A case-mix-adjusted comparison of early
oncological outcomes of open and robotic
prostatectomy performed by experienced high
Jonathan L. Silberstein*, Daniel Su*, Leonard Glickman*, Matthew Kent†,
Gal Keren-Paz*, Andrew J. Vickers†, Jonathan A. Coleman*‡, James A. Eastham*‡,
Peter T. Scardino*‡and Vincent P. Laudone*‡
*Department of Surgery, Urology Service, and†Department of Epidemiology and Biostatistics, Memorial
Sloan-Kettering Cancer Center, and‡Department of Urology, Weill Cornell Medical Center, New York, NY, USA
What’s known on the subject? and What does the study add?
• Radical prostatectomy provides local-regional control of prostate cancer and is the most common treatment for prostate
cancer in the United States. Over the past decade there has been a shift in the surgical approach used to treat this
disease, moving from open retropubic approach to robot-assisted laparoscopic prostatectomy.While robotic
prostatectomy has been demonstrated to result in less blood loss, fewer transfusions and shorter hospital duration, it has
never been demonstrated in a meaningful prospective manner to result in improved or even equivalent oncological
outcomes. Prior attempts to address this question have been hampered by methodological issues with study design,
differences in case mix, or differences in surgical learning curve between surgeons.
• In this retrospective study we compared the oncological outcomes of open radical prostatectomy and robotic
prostatectomy limiting our analysis to expert surgeons in their respective surgical approaches. Importantly, the patient
cohort contained a majority of patients with intermediate- and high-risk features and all surgeons attempted to adhere
to strict oncological principles, including performing complete pelvic lymph node dissections in almost all of the
patients in the study. The results demonstrate that oncological outcomes show no significant difference with respect to
surgical approach, even for patients with higher risk features, and that there is more variation between individual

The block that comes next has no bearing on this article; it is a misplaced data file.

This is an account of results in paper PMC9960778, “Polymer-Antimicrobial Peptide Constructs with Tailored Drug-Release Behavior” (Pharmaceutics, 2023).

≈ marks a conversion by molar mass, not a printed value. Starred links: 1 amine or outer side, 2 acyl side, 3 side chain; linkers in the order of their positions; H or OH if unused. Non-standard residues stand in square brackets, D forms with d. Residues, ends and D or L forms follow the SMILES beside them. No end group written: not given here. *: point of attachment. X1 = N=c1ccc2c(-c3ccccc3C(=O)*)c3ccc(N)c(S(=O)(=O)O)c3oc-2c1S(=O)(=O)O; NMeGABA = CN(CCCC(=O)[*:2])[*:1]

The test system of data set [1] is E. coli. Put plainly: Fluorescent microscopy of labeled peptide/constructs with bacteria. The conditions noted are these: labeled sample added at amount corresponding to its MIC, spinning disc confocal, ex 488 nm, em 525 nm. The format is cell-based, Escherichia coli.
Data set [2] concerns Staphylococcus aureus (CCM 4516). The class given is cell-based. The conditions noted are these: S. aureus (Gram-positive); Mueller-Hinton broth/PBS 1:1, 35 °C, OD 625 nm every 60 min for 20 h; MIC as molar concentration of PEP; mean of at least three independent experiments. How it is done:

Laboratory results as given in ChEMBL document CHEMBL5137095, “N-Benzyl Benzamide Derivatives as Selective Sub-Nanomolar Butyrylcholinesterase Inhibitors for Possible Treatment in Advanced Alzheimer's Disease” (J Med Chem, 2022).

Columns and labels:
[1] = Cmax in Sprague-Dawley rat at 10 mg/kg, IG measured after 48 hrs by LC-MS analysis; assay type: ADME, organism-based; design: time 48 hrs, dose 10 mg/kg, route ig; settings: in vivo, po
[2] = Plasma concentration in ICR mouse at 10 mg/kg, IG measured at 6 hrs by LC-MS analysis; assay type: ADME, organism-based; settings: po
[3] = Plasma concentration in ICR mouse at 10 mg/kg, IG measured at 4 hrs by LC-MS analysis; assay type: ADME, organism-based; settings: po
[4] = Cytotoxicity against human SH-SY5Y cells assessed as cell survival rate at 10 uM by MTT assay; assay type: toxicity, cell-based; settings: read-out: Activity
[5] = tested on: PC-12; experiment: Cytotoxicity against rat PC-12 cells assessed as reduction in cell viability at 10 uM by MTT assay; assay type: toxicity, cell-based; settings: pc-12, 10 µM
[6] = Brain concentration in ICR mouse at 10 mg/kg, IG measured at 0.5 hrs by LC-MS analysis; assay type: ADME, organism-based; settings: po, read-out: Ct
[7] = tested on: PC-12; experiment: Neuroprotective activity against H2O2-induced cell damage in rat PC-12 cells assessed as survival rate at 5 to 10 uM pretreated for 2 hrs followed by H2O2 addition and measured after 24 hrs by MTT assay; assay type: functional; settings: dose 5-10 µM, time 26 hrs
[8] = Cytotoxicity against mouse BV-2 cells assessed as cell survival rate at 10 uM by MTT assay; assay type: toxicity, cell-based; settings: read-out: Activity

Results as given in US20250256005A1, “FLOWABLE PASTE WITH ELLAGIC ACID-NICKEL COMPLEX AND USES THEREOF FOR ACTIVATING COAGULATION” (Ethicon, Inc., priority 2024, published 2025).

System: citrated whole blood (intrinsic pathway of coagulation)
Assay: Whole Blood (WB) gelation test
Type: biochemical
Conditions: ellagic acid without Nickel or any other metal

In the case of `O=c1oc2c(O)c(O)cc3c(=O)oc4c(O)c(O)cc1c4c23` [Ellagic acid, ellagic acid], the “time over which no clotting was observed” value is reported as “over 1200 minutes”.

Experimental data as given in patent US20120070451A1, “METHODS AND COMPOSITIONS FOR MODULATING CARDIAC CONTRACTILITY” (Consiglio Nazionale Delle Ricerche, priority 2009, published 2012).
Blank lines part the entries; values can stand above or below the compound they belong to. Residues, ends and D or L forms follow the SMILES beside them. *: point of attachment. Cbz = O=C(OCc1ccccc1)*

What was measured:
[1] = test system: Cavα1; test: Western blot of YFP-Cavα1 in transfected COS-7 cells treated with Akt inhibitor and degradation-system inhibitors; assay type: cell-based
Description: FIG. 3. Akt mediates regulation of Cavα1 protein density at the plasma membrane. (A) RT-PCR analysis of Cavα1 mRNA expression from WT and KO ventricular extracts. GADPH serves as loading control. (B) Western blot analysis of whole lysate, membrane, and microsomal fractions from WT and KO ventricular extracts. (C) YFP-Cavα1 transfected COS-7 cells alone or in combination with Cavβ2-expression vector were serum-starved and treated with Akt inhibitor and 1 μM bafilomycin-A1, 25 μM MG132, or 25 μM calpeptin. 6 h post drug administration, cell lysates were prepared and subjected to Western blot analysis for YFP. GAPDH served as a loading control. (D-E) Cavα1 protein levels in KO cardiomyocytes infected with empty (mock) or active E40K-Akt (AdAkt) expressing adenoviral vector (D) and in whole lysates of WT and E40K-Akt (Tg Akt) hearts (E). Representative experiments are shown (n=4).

surgeons than between surgical approaches.
• To compare early oncological outcomes of robot assisted
laparoscopic prostatectomy (RALP) and open radical
prostatectomy (ORP) performed by high volume
surgeons in a contemporary cohort.
• We reviewed patients who underwent radical
prostatectomy for prostate cancer by high volume
surgeons performing RALP or ORP.
• Biochemical recurrence (BCR) was defined as PSA ?
0.1 ng/mL or PSA ? 0.05 ng/mL with receipt of
• A Cox regression model was used to evaluate the
association between surgical approach and BCR
using a predictive model (nomogram) based on
preoperative stage, grade, volume of disease and
• To explore the impact of differences between surgeons,
multivariable analyses were repeated using surgeon in
place of approach.
• Of 1454 patients included, 961 (66%) underwent
ORP and 493 (34%) RALP and there were no
important differences in cancer characteristics by
• Overall, 68% of patients met National Comprehensive
Cancer Network (NCCN) criteria for intermediate or
high risk disease and 9% had lymph node involvement.
Positive margin rates were 15% for both open and
• In a multivariate model adjusting for preoperative risk
there was no significant difference in BCR rates for
RALP compared with ORP (hazard ratio 0.88; 95% CI
0.56–1.39; P = 0.6). The interaction term between
© 2013 The Authors
BJU International © 2013 BJU International | 111, 206–212 | doi:10.1111/j.1464-410X.2012.11638.x
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Correspondence: Jonathan L. Silberstein, Urology Service,
Department of Surgery, Memorial Sloan-Kettering Cancer
Center, 1275 York Avenue, New York, NY 10065, USA.
Abbreviations: ORP, open radical prostatectomy; RALP,
robot-assisted laparoscopic prostatectomy; BCR,
biochemical recurrence; MSKCC, Memorial
Sloan-Kettering Cancer Center; BCRFS, BCR-free survival;
RP, radical prostatectomy; PLND, pelvic lymph node
dissection; NCCN, National Comprehensive Cancer
Silberstein et al.
© 2013 The Authors
BJU International © 2013 BJU International